Editor's note: This article was written by Richard S. Einhorn and Trish Ray

With millions of square feet of data center space in the US having been put into place since 2000, many of these facilities either have already or will soon be in need of alteration. Retrofits, upgrades, buildouts of shelled space, or expansions to the base building are becoming as important to the development workload as greenfield builds.

Driving this trend are increasing IT densities, new technologies, aging equipment, better airflow management, or unmet capacity requirements for their hosted or enterprise tenants. Even cloud or hyperscale facilities constructed in the last decade or sooner are being renovated and upgraded to address these factors.

Upgrading live data centers or other critical facilities can be very complex and is typically a much more difficult and intricate task, than designing new. Dealing with aged equipment, older design topologies, and, of course, SLA’s for existing tenants (both external and internal) make renovating these occupied facilities a challenge.

DBT-Data data center
– DBT-Data

Service providers and building owners cannot afford mistakes which put the facility’s live load at risk and potentially hurt their own internal client’s businesses, or their client’s downstream clients, which may be even more important!

There are many critical things to consider when upgrading existing facilities. From a design perspective, these include:

Space considerations for new equipment

  • Is there room for the new equipment?
  • Is there access to bring in the new equipment and remove the old?
  • Can the new equipment be rigged into place?
  • Does the new equipment location lend itself for an easy interconnection to the existing system

Phasing of the new installation

  • Does the existing system have enough capacity to allow for existing components to be de-energized and new components placed in service?
  • How will the new install affect the existing system, and will temporary infrastructure components be required?
  • Is there enough utility service to bring new components on-line?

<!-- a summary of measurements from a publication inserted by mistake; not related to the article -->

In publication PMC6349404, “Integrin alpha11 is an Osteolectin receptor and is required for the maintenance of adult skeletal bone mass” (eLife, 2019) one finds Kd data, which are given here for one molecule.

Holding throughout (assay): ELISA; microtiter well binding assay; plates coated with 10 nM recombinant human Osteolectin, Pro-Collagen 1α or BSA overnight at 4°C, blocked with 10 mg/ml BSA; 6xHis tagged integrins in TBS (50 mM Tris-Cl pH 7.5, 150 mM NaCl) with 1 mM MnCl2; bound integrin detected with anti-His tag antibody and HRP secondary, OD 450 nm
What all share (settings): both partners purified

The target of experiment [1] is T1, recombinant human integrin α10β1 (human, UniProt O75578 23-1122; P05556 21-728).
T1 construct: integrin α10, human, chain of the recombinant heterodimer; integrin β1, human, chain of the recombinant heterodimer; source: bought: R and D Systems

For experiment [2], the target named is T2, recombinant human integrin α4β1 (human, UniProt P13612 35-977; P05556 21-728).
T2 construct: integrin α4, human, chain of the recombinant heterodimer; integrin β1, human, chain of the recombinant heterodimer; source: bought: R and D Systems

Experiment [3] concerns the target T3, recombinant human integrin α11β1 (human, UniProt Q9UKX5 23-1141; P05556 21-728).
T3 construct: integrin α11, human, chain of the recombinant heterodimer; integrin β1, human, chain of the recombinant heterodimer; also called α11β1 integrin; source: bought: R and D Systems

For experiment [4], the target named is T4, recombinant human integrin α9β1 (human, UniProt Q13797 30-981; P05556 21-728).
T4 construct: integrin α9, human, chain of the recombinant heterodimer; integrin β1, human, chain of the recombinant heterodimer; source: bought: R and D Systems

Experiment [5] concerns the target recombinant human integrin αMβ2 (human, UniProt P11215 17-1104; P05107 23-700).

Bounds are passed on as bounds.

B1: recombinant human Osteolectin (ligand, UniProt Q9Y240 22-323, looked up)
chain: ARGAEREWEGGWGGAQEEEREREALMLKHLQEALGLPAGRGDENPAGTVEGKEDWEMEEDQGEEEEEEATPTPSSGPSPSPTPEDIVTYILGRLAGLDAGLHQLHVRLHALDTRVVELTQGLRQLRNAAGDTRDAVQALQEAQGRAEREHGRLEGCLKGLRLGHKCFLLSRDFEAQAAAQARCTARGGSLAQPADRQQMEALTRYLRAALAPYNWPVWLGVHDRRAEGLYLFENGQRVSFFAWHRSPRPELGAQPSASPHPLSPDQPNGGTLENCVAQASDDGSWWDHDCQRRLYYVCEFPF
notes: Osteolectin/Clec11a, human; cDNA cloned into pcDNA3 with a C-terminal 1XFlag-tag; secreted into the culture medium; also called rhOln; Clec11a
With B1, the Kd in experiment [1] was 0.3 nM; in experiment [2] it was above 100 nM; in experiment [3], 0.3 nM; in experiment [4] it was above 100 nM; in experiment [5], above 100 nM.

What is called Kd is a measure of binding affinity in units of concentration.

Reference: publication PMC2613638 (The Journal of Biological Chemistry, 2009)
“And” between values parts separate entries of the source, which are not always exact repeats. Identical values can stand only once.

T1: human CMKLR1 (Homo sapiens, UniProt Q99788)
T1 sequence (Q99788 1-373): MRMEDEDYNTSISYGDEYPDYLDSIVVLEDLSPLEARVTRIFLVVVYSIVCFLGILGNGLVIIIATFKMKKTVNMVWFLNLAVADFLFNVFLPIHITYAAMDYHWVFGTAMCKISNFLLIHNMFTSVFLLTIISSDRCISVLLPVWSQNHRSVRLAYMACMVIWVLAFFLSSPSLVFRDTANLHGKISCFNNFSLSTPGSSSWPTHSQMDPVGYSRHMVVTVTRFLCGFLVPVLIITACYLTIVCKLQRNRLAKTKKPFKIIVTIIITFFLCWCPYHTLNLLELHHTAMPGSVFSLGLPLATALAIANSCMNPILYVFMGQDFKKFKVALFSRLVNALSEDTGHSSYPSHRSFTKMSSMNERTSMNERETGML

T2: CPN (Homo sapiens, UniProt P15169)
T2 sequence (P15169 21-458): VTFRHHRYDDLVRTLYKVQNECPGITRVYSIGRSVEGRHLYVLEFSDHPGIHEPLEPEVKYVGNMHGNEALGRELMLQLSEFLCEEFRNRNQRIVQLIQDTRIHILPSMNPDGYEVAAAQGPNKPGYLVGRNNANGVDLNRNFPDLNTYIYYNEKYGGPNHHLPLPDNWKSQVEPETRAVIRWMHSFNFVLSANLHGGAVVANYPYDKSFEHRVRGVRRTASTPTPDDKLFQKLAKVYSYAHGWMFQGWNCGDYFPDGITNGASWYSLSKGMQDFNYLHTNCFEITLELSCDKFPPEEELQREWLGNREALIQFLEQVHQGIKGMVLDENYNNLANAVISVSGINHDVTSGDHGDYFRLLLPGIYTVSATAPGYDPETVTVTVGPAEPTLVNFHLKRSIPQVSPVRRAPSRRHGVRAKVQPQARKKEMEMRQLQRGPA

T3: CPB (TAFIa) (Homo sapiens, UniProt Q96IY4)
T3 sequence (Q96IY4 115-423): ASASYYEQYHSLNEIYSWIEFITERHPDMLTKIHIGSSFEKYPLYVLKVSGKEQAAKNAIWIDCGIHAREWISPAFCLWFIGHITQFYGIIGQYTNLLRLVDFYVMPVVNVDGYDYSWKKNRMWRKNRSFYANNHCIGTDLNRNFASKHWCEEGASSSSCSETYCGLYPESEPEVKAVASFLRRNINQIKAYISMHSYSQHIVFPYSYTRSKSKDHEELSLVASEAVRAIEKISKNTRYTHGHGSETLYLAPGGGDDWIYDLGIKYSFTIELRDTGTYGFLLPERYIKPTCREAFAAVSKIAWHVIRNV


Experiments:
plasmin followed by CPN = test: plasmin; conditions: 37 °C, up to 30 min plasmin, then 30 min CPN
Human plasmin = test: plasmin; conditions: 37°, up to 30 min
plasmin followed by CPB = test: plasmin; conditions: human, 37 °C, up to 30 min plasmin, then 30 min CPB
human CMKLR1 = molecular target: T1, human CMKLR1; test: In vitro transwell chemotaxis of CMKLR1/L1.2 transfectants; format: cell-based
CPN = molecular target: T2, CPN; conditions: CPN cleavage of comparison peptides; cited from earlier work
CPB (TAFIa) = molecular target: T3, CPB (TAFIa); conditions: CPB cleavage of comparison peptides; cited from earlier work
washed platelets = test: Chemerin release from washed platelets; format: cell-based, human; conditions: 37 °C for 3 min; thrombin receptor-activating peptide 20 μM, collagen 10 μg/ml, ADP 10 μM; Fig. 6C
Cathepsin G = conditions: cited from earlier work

Isolation of existing system

  • Are proper isolation devices such as valves, circuit breakers, etc. in place to allow for interconnection of the new system into existing?
  • Is a method of procedure required with backout procedure in case of an issue?
  • Will any hot connections into existing piping / electrical system be required (these should be avoided as much as possible)?

It is also critical to commission the facility after upgrades have been put into place. The challenge of proper commissioning during upgrades in active facilities requires experience in negotiating the risks to operations versus the benefits of detailed commissioning. An experienced commissioning authority will be able to assist the client with plans to phase in the installation, start-up, and testing the new infrastructure that reduces the risk and allows for proper commissioning.

The commissioning plan must also include the Integration of the upgraded infrastructure with any existing infrastructure to assure proper operation at multiple load levels.

From a commissioning perspective, items to consider include;

  1. Will temporary systems be required to support the loads of the systems to be replaced?
  2. How will any temporary equipment be commissioned?
  3. How do we minimize work on energized electrical and pressurized water systems?
  4. How do we verify all-new control sequences without disrupting critical operations?
  5. Can the outdated equipment be safely removed to reduce risk to operations at the end of the project?

Lastly, after design and commissioning is complete on an upgraded or retrofitted facility, it is critical to implement training and updated operational procedures. New infrastructure is only as good as the staff that operates it. The best systems, in the best designs, can sometimes be taken down by human error. To make sure the operational aspects of the upgrades are properly utilized, be sure to ask yourself the following questions:

  1. Have the Standard Operating Procedures (SOP) been changed to reflect the upgraded systems?
  2. Have the Emergency Operating Procedures (EOP) been updated to reflect the changes in capacity?
  3. Have the Maintenance Operating Procedures (MOP) been optimized to take advantage of increased redundancy?
  4. Have the facility operations documents been altered to take into account the updated capacities and controls?
  5. Will the existing engineering/operations staff be trained through their attendance and monitoring of the commissioning effort and formal classroom review of the new SOP, EOP, and MOP documents?

In summary, these upgrades will become more and more prevalent over the next five years. A significant number of facilities constructed over the last decade require modernization to drive efficiency and align with technology changes driven by AI, IoT, and other digital advancements. The key to these successful upgrades is alignment between your internal facilities and operations team, with outside operational experts and MEP design teams.

These professionals need to be experienced at working in active facilities to ensure you are factoring in, and mitigating in advance, any potential problems that might occur during an upgrade scenario.

Renovating an operational data center is analogous to performing open-heart surgery, so experience and intimate knowledge of the infrastructure control is crucial to success without unscheduled downtime.